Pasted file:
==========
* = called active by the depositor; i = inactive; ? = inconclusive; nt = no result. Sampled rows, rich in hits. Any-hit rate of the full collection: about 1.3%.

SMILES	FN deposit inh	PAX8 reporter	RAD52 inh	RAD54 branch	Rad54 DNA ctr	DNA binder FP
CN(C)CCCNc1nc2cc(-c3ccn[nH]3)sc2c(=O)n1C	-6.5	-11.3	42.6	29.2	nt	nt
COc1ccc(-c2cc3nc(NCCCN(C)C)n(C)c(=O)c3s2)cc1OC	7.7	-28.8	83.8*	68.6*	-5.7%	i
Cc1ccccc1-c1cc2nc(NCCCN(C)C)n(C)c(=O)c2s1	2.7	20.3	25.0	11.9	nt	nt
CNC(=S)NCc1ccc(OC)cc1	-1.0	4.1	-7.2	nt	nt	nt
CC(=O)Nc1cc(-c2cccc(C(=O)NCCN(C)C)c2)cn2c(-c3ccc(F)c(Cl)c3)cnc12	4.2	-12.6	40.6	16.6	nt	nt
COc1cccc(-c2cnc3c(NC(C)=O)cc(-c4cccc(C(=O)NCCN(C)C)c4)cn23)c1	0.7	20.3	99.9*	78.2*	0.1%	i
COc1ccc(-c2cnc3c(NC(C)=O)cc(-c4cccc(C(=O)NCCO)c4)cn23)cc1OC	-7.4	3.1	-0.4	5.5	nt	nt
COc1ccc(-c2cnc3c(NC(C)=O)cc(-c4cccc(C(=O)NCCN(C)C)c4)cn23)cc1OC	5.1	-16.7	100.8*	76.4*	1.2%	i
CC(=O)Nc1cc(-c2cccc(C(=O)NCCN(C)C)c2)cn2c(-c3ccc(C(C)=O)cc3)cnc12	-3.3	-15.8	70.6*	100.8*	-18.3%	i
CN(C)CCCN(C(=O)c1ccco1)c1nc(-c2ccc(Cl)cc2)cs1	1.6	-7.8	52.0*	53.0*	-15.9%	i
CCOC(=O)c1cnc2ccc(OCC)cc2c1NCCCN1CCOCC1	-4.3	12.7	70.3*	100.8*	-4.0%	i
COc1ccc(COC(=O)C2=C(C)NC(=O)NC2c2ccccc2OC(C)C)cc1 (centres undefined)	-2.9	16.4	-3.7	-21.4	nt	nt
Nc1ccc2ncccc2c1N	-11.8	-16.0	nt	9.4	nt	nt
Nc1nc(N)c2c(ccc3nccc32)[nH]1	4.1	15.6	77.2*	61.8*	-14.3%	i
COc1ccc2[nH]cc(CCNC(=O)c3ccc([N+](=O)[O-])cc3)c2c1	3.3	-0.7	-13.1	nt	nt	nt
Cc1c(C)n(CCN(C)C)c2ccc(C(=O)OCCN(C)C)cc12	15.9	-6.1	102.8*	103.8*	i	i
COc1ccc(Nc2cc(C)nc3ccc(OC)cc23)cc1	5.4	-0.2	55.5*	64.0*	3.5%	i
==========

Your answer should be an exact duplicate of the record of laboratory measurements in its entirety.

* = called active by the depositor; i = inactive; ? = inconclusive; nt = no result. Sampled rows, rich in hits. Any-hit rate of the full collection: about 1.3%.

SMILES	FN deposit inh	PAX8 reporter	RAD52 inh	RAD54 branch	Rad54 DNA ctr	DNA binder FP
CN(C)CCCNc1nc2cc(-c3ccn[nH]3)sc2c(=O)n1C	-6.5	-11.3	42.6	29.2	nt	nt
COc1ccc(-c2cc3nc(NCCCN(C)C)n(C)c(=O)c3s2)cc1OC	7.7	-28.8	83.8*	68.6*	-5.7%	i
Cc1ccccc1-c1cc2nc(NCCCN(C)C)n(C)c(=O)c2s1	2.7	20.3	25.0	11.9	nt	nt
CNC(=S)NCc1ccc(OC)cc1	-1.0	4.1	-7.2	nt	nt	nt
CC(=O)Nc1cc(-c2cccc(C(=O)NCCN(C)C)c2)cn2c(-c3ccc(F)c(Cl)c3)cnc12	4.2	-12.6	40.6	16.6	nt	nt
COc1cccc(-c2cnc3c(NC(C)=O)cc(-c4cccc(C(=O)NCCN(C)C)c4)cn23)c1	0.7	20.3	99.9*	78.2*	0.1%	i
COc1ccc(-c2cnc3c(NC(C)=O)cc(-c4cccc(C(=O)NCCO)c4)cn23)cc1OC	-7.4	3.1	-0.4	5.5	nt	nt
COc1ccc(-c2cnc3c(NC(C)=O)cc(-c4cccc(C(=O)NCCN(C)C)c4)cn23)cc1OC	5.1	-16.7	100.8*	76.4*	1.2%	i
CC(=O)Nc1cc(-c2cccc(C(=O)NCCN(C)C)c2)cn2c(-c3ccc(C(C)=O)cc3)cnc12	-3.3	-15.8	70.6*	100.8*	-18.3%	i
CN(C)CCCN(C(=O)c1ccco1)c1nc(-c2ccc(Cl)cc2)cs1	1.6	-7.8	52.0*	53.0*	-15.9%	i
CCOC(=O)c1cnc2ccc(OCC)cc2c1NCCCN1CCOCC1	-4.3	12.7	70.3*	100.8*	-4.0%	i
COc1ccc(COC(=O)C2=C(C)NC(=O)NC2c2ccccc2OC(C)C)cc1 (centres undefined)	-2.9	16.4	-3.7	-21.4	nt	nt
Nc1ccc2ncccc2c1N	-11.8	-16.0	nt	9.4	nt	nt
Nc1nc(N)c2c(ccc3nccc32)[nH]1	4.1	15.6	77.2*	61.8*	-14.3%	i
COc1ccc2[nH]cc(CCNC(=O)c3ccc([N+](=O)[O-])cc3)c2c1	3.3	-0.7	-13.1	nt	nt	nt
Cc1c(C)n(CCN(C)C)c2ccc(C(=O)OCCN(C)C)cc12	15.9	-6.1	102.8*	103.8*	i	i
COc1ccc(Nc2cc(C)nc3ccc(OC)cc23)cc1	5.4	-0.2	55.5*	64.0*	3.5%	i